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Dissatisfaction has been expressed because the Budget fails to achieve anything new.
Even the big new social expenditure is really only about catching up with growing need in various sectors that's being brought about by population growth and years of funding cuts during the recession.
Yet although the Budget is fairly conservative, it's not particularly right-wing - there's no tax cuts or welfare reform.
In fact, National is spending significant amounts of new money in traditionally left-wing areas such as health, education and infrastructure.
Michael Cullen might well have written this Budget.
So why is the Budget so divisive?
Of course, some of the criticism can simply be put down to partisanship.
But there's a bigger problem for National - the public's expectations are rising.
This is because we now feel we have finally moved out of the shadow of the Global Financial Crisis.
In fact, this Budget heralds that more than any previous ones - the Government tells us the economy is booming, and that huge multibillion-dollar surpluses are on the way.
Hence our expectations have risen, and we are no longer prepared to tighten our belts.
There's an optimistic mood for change.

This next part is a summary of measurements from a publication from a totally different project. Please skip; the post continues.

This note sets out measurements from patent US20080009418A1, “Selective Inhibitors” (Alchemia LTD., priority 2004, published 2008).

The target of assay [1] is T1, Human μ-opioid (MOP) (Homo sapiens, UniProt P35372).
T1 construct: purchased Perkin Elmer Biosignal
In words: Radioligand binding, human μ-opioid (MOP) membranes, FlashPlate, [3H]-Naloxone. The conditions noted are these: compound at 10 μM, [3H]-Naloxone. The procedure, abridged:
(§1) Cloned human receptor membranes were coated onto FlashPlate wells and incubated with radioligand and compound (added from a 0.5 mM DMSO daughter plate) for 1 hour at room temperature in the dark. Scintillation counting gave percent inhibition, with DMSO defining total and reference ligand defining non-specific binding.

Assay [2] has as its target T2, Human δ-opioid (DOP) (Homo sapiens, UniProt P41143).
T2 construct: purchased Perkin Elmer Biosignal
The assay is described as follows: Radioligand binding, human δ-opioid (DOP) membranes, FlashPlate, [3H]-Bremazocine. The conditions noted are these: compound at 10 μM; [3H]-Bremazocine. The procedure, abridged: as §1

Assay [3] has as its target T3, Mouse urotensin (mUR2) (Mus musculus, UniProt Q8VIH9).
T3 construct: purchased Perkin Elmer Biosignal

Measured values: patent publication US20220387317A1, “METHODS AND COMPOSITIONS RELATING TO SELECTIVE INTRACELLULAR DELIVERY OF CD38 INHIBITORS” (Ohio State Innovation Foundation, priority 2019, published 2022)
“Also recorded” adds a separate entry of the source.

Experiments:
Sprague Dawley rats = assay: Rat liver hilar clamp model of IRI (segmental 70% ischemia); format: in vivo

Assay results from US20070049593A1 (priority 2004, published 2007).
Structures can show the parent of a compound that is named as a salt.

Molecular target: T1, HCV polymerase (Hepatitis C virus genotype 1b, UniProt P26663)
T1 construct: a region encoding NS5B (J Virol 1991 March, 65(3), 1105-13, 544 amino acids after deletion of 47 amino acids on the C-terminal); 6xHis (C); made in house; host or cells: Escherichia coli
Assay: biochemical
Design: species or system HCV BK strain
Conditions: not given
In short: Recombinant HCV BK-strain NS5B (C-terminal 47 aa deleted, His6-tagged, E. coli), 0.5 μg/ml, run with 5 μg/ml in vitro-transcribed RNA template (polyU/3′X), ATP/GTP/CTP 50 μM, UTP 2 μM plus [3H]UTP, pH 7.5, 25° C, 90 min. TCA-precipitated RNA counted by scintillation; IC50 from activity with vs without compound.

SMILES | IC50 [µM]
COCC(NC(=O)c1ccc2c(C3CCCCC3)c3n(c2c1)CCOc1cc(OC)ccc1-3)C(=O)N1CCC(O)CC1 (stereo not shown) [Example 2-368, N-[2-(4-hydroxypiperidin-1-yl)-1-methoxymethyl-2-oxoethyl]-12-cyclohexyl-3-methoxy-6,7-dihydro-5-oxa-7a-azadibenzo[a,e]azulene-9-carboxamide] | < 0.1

At the same time, we are aware of huge societal problems and public services that suffered from under-funding during the recession of the past decade.
People want to see funding boosts in many areas.
And they want social ills like homelessness resolved.
There's not much in the Budget that deals with such issues.
But, despite much of the strenuous critiques of the Budget from opposition politicians, it is not really clear that if a Labour-led government was in power now it would be delivering anything too different from what Bill English came up with yesterday.
Perhaps there wouldn't be the large increases of expenditure on the spy agencies and defence, and perhaps there would be more mention of inequality and poverty.
But a Labour-led government would probably be fairly happy delivering Bill English's rather bland 2016 Budget.
But the next one might be different.
John Key and his finance minister have clearly made room for possible tax cuts and bigger surprises in future budgets.
These are likely to be more polarising than this year's mild and centrist offerings.
- Bryce Edwards is a lecturer in the University of Otago's Department of Politics